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Broom's Cross wayside cross, 150m north east of Orchard House

List Entry Summary

This monument is scheduled under the Ancient Monuments and Archaeological Areas Act 1979 as amended as it appears to the Secretary of State to be of national importance. This entry is a copy, the original is held by the Department for Culture, Media and Sport.

Name: Broom's Cross wayside cross, 150m north east of Orchard House

List entry Number: 1015910

Location

The monument may lie within the boundary of more than one authority.

County:

District: Sefton

District Type: Metropolitan Authority

Parish: Thornton

National Park: Not applicable to this List entry.

Grade: Not applicable to this List entry.

Date first scheduled: 12-Jun-1997

Date of most recent amendment: Not applicable to this List entry.

Legacy System Information

The contents of this record have been generated from a legacy data system.

Legacy System: RSM

UID: 27617

Asset Groupings

This list entry does not comprise part of an Asset Grouping. Asset Groupings are not part of the official record but are added later for information.

List entry Description

Summary of Monument

Legacy Record - This information may be included in the List Entry Details.

Reasons for Designation

Wayside crosses are one of several types of Christian cross erected during the medieval period, mostly from the 9th to 15th centuries AD. In addition to serving the function of reiterating and reinforcing the Christian faith amongst those who passed the cross and of reassuring the traveller, wayside crosses often fulfilled a role as waymarkers, especially in difficult and otherwise unmarked terrain. The crosses might be on regularly used routes linking ordinary settlements or on routes having a more specifically religious function, including those providing access to religious sites for parishioners and funeral processions, or marking long-distance routes frequented on pilgrimages. Over 350 wayside crosses are known nationally, concentrated in south west England throughout Cornwall and on Dartmoor where they form the commonest type of stone cross. A small group also occurs on the North York Moors. Relatively few examples have been recorded elsewhere and these are generally confined to remote moorland locations. Outside Cornwall almost all wayside crosses take the form of a `Latin' cross, in which the cross-head itself is shaped within the projecting arms of an unenclosed cross. In Cornwall wayside crosses vary considerably in form and decoration. The commonest type includes a round, or `wheel', head on the faces of which various forms of cross or related designs were carved in relief or incised, the spaces between the cross arms possibly pierced. The design was sometimes supplemented with a relief figure of Christ and the shaft might bear decorative panels and motifs. Less common forms in Cornwall include the `Latin' cross and, much rarer, the simple slab with a low relief cross on both faces. Rare examples of wheel-head and slab-form crosses also occur within the North York Moors group. Most wayside crosses have either a simple socketed base or show no evidence for a separate base at all. Wayside crosses contribute significantly to our understanding of medieval religious customs and sculptural traditions and to our knowledge of medieval routeways and settlement patterns. All wayside crosses which survive as earth- fast monuments, except those which are extremely damaged and removed from their original locations, are considered worthy of protection.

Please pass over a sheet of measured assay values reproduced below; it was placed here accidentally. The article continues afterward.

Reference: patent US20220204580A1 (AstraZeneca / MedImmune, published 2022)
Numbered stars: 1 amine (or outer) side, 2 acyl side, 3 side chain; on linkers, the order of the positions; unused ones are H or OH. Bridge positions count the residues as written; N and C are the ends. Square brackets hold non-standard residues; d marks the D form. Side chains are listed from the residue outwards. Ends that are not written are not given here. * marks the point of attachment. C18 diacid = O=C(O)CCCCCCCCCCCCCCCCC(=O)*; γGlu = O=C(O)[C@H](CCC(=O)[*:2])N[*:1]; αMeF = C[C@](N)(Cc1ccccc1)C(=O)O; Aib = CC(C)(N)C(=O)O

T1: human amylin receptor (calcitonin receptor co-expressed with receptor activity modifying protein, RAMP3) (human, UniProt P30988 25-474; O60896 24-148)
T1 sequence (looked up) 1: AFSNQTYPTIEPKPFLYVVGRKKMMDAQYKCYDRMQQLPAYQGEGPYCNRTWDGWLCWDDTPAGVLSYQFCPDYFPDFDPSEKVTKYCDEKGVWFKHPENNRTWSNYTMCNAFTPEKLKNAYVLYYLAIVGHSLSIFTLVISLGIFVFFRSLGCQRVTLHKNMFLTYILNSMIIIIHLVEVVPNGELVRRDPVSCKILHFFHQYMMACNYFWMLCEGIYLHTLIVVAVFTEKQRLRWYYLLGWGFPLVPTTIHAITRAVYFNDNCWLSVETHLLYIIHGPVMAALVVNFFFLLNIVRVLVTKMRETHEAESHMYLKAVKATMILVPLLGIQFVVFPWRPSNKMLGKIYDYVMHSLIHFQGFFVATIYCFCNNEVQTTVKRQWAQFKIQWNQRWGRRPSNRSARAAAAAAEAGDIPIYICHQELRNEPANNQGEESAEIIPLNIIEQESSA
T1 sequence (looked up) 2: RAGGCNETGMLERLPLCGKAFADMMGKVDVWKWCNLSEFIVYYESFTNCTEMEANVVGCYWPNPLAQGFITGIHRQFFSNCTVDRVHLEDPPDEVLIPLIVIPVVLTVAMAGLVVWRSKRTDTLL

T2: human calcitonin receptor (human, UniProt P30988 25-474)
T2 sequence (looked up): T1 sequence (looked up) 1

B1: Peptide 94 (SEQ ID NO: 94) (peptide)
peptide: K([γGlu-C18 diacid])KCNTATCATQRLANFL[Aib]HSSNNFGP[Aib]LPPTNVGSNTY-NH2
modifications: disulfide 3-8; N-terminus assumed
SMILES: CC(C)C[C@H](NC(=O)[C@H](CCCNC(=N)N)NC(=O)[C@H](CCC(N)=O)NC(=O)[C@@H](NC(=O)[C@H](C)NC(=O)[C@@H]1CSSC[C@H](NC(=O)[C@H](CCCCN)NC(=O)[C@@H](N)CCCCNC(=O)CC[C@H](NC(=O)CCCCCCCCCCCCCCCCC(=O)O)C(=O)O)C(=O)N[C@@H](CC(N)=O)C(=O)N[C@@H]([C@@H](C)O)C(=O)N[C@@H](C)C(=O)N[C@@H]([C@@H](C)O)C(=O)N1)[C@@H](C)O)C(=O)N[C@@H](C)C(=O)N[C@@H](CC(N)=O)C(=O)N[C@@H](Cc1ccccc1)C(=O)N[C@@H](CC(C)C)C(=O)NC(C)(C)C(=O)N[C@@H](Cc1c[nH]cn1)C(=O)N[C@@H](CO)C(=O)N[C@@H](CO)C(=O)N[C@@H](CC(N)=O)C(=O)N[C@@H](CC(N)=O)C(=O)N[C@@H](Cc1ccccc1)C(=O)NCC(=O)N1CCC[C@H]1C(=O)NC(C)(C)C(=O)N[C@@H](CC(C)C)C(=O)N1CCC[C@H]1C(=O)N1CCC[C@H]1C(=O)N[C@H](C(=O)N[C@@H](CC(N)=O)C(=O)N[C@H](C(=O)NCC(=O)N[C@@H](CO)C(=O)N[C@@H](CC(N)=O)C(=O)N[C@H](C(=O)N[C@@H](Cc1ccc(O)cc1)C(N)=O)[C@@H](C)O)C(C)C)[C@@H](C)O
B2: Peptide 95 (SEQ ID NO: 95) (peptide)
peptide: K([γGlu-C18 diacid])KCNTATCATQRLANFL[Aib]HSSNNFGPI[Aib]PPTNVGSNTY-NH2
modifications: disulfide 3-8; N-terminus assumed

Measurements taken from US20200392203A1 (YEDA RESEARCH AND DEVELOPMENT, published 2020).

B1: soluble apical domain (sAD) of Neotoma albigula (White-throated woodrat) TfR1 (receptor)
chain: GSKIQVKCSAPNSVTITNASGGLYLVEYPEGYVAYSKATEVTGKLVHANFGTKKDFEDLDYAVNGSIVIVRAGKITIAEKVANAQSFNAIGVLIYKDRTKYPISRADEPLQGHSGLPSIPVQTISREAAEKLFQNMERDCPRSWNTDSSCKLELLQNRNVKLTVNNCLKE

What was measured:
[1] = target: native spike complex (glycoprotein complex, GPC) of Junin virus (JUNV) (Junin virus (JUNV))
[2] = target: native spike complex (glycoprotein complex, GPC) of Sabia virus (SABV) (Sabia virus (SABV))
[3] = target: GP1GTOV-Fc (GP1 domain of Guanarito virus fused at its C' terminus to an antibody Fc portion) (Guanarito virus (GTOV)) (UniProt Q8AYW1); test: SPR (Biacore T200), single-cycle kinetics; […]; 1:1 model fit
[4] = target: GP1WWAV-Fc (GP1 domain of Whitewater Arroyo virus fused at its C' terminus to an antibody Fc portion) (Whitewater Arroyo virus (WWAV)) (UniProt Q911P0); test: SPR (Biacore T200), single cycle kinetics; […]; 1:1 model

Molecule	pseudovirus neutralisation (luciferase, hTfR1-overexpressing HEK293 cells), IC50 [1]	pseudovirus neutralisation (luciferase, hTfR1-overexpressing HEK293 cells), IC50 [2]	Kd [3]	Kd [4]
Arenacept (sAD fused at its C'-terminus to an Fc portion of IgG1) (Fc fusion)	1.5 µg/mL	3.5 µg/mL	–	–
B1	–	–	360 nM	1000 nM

The wayside cross 150m north east of Orchard House survives well at or near to its original location beside an old road to Lydiate from Ince Blundell. There is another cross on this road to the north in the grounds of Ince Blundell Hall (the subject of a separate scheduling). The survival of these crosses can be attributed to the survival of the Catholic religion in the area after the Reformation.

History

Legacy Record - This information may be included in the List Entry Details.

Details

The monument includes a wayside cross on Holgate in Thornton. It stands on the west side of the track about 50m west of the junction of Holgate and Back Lane. The cross and base are Listed Grade II. The cross, which is medieval, survives as a sandstone base block which measures 0.7m by 0.65m and stands 0.15m above the turf in which it is embedded. The socket is 0.25m square and has a modern polished granite cross inserted with a plaque on the west face to name the cross and give a probable date for the original at around AD 1300. The cross stands at the side of an old lane leading to Lydiate and is one of a series of wayside crosses which survive in this district and appear to surround the parish church at Sefton. This was an area of Catholic recusancy after the Reformation and this has probably led to the survival of so many crosses in the parishes of south Lancashire. The concrete footings and the park bench adjacent to the cross are not included in the scheduling but the ground beneath is included.

MAP EXTRACT The site of the monument is shown on the attached map extract. It includes a 1 metre boundary around the archaeological features, considered to be essential for the monument's support and preservation.

Selected Sources

Legacy Record - This information may be included in the List Entry Details

National Grid Reference: SD 33926 01407

Map

Map
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This copy shows the entry on 13-Dec-2017 at 06:54:49.

End of official listing